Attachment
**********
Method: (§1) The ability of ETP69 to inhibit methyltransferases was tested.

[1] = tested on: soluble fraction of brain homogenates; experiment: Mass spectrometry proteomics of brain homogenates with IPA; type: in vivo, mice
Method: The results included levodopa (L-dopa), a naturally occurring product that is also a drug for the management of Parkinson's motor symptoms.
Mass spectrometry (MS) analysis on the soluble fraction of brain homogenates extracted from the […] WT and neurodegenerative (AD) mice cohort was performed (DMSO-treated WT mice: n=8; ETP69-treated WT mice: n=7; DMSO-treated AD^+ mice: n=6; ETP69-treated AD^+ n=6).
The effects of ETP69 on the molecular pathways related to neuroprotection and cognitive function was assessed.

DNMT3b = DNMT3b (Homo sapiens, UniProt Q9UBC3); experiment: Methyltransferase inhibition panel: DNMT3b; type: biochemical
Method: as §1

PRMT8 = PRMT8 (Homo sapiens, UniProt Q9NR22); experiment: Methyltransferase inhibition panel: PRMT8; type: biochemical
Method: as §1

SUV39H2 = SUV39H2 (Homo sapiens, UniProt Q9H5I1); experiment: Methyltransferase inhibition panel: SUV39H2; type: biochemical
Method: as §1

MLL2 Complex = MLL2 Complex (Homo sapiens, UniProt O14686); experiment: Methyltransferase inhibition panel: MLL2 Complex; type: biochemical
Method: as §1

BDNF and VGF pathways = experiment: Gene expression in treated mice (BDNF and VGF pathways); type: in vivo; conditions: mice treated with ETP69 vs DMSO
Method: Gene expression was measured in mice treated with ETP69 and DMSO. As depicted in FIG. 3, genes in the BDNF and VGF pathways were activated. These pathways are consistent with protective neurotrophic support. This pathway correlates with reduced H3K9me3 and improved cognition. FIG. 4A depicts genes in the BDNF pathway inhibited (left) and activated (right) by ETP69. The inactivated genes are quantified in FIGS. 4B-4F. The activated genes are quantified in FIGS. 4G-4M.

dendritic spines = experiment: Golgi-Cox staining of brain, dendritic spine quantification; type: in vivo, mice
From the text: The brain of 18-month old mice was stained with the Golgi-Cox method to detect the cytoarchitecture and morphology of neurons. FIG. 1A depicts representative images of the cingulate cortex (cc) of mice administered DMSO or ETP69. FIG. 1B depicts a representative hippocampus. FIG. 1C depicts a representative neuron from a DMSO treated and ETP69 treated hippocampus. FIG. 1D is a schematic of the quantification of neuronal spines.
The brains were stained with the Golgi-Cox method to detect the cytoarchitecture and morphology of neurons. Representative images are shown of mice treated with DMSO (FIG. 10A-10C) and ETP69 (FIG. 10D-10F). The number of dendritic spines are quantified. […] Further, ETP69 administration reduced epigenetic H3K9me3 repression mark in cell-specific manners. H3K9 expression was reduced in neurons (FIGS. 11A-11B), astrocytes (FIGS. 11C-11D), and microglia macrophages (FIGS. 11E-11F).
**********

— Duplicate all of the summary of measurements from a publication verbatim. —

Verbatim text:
Method: (§1) The ability of ETP69 to inhibit methyltransferases was tested.

[1] = tested on: soluble fraction of brain homogenates; experiment: Mass spectrometry proteomics of brain homogenates with IPA; type: in vivo, mice
Method: The results included levodopa (L-dopa), a naturally occurring product that is also a drug for the management of Parkinson's motor symptoms.
Mass spectrometry (MS) analysis on the soluble fraction of brain homogenates extracted from the […] WT and neurodegenerative (AD) mice cohort was performed (DMSO-treated WT mice: n=8; ETP69-treated WT mice: n=7; DMSO-treated AD^+ mice: n=6; ETP69-treated AD^+ n=6).
The effects of ETP69 on the molecular pathways related to neuroprotection and cognitive function was assessed.

DNMT3b = DNMT3b (Homo sapiens, UniProt Q9UBC3); experiment: Methyltransferase inhibition panel: DNMT3b; type: biochemical
Method: as §1

PRMT8 = PRMT8 (Homo sapiens, UniProt Q9NR22); experiment: Methyltransferase inhibition panel: PRMT8; type: biochemical
Method: as §1

SUV39H2 = SUV39H2 (Homo sapiens, UniProt Q9H5I1); experiment: Methyltransferase inhibition panel: SUV39H2; type: biochemical
Method: as §1

MLL2 Complex = MLL2 Complex (Homo sapiens, UniProt O14686); experiment: Methyltransferase inhibition panel: MLL2 Complex; type: biochemical
Method: as §1

BDNF and VGF pathways = experiment: Gene expression in treated mice (BDNF and VGF pathways); type: in vivo; conditions: mice treated with ETP69 vs DMSO
Method: Gene expression was measured in mice treated with ETP69 and DMSO. As depicted in FIG. 3, genes in the BDNF and VGF pathways were activated. These pathways are consistent with protective neurotrophic support. This pathway correlates with reduced H3K9me3 and improved cognition. FIG. 4A depicts genes in the BDNF pathway inhibited (left) and activated (right) by ETP69. The inactivated genes are quantified in FIGS. 4B-4F. The activated genes are quantified in FIGS. 4G-4M.

dendritic spines = experiment: Golgi-Cox staining of brain, dendritic spine quantification; type: in vivo, mice
From the text: The brain of 18-month old mice was stained with the Golgi-Cox method to detect the cytoarchitecture and morphology of neurons. FIG. 1A depicts representative images of the cingulate cortex (cc) of mice administered DMSO or ETP69. FIG. 1B depicts a representative hippocampus. FIG. 1C depicts a representative neuron from a DMSO treated and ETP69 treated hippocampus. FIG. 1D is a schematic of the quantification of neuronal spines.
The brains were stained with the Golgi-Cox method to detect the cytoarchitecture and morphology of neurons. Representative images are shown of mice treated with DMSO (FIG. 10A-10C) and ETP69 (FIG. 10D-10F). The number of dendritic spines are quantified. […] Further, ETP69 administration reduced epigenetic H3K9me3 repression mark in cell-specific manners. H3K9 expression was reduced in neurons (FIGS. 11A-11B), astrocytes (FIGS. 11C-11D), and microglia macrophages (FIGS. 11E-11F).